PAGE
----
When the Nebraska running backs gathered for a team meeting on Monday, a new face was among them. Ronald Thompkins, the 4-star running back from Grayson High School in Loganville, Georgia, had joined the fold after not starting the fall on the 110-man roster.
“It’s been a long road for him back and obviously we’re going to be smart with him,” said Sean Beckton, Nebraska’s tight ends coach and primary recruiter for Georgia. “It was good to see him smile when he came into the team meeting a couple days ago. I know those guys are going to gradually work him back in but I’m really excited to see what he’s going to do for us this season.”
That “long road” included two ACL tears during high school. As a junior, Thompkins played in six games at Grayson, recording 414 rushing yards, 201 receiving yards and four touchdowns, before suffering his first knee injury.
Tompkins missed the rest of the season but was back for the start of his senior year. Grayson’s opener against Tucker was being televised on ESPN2, and Thompkins got off to a great start with five carries for 51 yards. On the fifth carry, however, he tore his ACL once again and his high school career came to an abrupt end.
The Huskers stuck with him and honored his scholarship, however, and now he’s in Lincoln and well on his way to a full recovery. Thompkins was at practice on Tuesday, and on Wednesday he got his first rep while wearing a green no-contact jersey.
“It was awesome,” running backs coach Ryan Held said. “He ran his first play today in walk-through. He hadn’t run a play in what, 10, 11 months? He’s worked really hard to get his body back. I’m telling you, that guy’s got a chance to be a really good player. But we’re going to be smart with him. We don’t need to push him right now. We just want to keep getting his pitch count up to where we build him up and then we’ll see where he’s at. He’s a good teammate.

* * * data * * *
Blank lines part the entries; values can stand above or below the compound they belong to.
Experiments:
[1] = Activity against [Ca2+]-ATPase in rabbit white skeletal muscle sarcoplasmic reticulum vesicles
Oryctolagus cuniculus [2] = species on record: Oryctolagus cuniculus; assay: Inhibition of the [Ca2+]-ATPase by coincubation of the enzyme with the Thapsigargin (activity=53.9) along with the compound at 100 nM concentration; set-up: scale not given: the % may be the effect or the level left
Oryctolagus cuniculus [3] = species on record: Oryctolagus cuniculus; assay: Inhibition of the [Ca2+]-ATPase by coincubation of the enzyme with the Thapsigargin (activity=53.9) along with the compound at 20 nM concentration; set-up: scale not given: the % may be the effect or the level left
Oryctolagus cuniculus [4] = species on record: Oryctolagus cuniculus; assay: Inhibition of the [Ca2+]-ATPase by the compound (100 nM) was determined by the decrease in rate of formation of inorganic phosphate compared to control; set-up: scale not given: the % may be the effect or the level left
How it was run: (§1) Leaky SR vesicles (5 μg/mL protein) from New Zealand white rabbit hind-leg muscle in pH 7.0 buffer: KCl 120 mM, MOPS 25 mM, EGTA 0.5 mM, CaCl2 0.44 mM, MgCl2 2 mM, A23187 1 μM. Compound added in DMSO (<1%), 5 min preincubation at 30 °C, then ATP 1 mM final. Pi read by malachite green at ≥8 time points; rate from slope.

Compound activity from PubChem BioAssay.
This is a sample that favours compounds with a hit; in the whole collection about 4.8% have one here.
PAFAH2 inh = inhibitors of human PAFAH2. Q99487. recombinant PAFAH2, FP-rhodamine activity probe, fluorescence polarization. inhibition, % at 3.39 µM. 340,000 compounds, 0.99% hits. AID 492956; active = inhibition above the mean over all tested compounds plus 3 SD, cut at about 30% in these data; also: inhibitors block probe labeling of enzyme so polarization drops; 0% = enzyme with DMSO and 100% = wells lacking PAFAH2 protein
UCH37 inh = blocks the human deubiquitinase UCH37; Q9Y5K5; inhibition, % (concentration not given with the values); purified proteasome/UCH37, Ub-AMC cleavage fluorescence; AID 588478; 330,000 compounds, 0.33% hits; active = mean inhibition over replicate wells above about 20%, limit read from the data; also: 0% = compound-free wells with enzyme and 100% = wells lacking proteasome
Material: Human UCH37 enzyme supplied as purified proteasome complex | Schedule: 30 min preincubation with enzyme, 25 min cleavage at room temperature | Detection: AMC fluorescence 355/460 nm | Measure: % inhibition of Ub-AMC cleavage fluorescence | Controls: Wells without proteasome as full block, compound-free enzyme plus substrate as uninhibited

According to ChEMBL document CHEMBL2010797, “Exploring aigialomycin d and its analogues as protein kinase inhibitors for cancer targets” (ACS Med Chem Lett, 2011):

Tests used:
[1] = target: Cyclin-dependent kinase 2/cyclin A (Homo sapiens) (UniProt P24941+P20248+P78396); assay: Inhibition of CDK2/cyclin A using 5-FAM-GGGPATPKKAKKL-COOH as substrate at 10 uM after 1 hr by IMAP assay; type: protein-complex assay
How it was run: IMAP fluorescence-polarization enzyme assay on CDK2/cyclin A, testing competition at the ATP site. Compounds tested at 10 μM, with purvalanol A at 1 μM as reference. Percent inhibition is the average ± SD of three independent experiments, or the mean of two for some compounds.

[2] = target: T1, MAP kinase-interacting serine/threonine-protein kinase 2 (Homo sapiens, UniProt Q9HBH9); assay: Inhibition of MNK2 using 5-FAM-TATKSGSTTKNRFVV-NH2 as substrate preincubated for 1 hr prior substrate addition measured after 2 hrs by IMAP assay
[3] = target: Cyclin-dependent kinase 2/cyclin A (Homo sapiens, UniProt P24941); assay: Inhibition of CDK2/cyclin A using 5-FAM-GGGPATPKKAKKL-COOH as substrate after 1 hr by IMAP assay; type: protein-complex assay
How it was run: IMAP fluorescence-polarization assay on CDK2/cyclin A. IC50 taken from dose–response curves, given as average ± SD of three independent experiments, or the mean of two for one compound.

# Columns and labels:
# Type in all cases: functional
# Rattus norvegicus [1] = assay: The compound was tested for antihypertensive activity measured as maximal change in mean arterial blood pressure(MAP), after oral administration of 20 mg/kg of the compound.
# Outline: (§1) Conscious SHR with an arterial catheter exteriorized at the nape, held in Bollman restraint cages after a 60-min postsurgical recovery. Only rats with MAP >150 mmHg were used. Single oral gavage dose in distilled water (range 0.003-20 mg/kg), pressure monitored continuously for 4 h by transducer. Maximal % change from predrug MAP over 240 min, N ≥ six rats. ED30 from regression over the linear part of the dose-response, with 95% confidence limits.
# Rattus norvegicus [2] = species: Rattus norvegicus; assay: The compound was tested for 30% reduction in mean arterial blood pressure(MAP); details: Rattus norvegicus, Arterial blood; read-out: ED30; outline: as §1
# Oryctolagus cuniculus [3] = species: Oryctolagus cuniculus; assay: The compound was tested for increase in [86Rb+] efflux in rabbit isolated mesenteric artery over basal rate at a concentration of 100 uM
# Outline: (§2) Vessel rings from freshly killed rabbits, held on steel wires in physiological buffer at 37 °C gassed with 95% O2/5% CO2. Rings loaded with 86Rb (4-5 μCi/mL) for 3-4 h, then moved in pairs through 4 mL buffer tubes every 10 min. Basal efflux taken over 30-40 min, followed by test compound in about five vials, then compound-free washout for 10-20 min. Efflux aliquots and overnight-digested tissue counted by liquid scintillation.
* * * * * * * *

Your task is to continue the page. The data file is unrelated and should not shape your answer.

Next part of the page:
“I know he was really excited, because you come off what he’s come off, that’s a tough deal to deal with and just being able to go out there and be on the football field, be on the yard, is something that’s special, that I know he cherishes and I know he really is enjoying being out there after we activated him.”
While a handful of his fellow 2019 recruits enrolled early to get a head start, Thompkins was back at home in Georgia, going through rehab and taking care of some academic work he needed to finish to make it to Lincoln.
“I was the cheerleader from afar, that’s for sure,” Held said. “We were just trying to do everything in our power to keep him positive, focusing on school—which is No. 1—and the rehab and everything, just keeping him dialed in. Because again, he had stuff to do in the classroom, he had to get his knee right and everything so there was a lot going on when we’re not around him every day. I know he was working hard and it paid off. I know he’s glad to be here.”
Quarterback Luke McCaffrey, a fellow 2019 recruit, said Thompkins was “stoked” to be back on the football field.
“It’s awesome,” McCaffrey said. “He’s special to watch. He’s one of those guys I talked about earlier that can really make a play where it looks like there’s nothing there and he squirts out and makes a 40-yard gain or something like that. It’s special to watch. He’s an awesome player, awesome teammate.”
Beckton, who saw plenty of Thompkins on the recruiting trail, backed up McCaffrey’s assessment.
“He’s a very talented kid,” Beckton said. “He’s obviously very gifted. We’re looking forward as a staff to seeing what he can do. We always evaluate kids on film and then when they officially get here you kind of make your judgments from there. We’ll see what happens throughout the rest of training camp.”
With the likes of Maurice Washington, Dedrick Mills and another freshman in Rahmir Johnson all performing well in camp and a handful of others offering depth, the Huskers can afford to take their time with Thompkins. The four-game redshirt rule is another valuable tool the Huskers have in their arsenal if Thompkins returns to full health and is seriously pushing for playing time.
Regardless of how the running back rotation works out this season, the Huskers are excited about the future of the running back room and Thompkins is a big part of that.
Jacob is in his third year with Hail Varsity covering Husker athletics. He has also written extensively for SB Nation’s Bright Side of the Sun and The Creightonian. His love of basketball can best be described as an obsession and if you need to find him, he’s probably in a gym somewhere watching, coaching or playing hoops.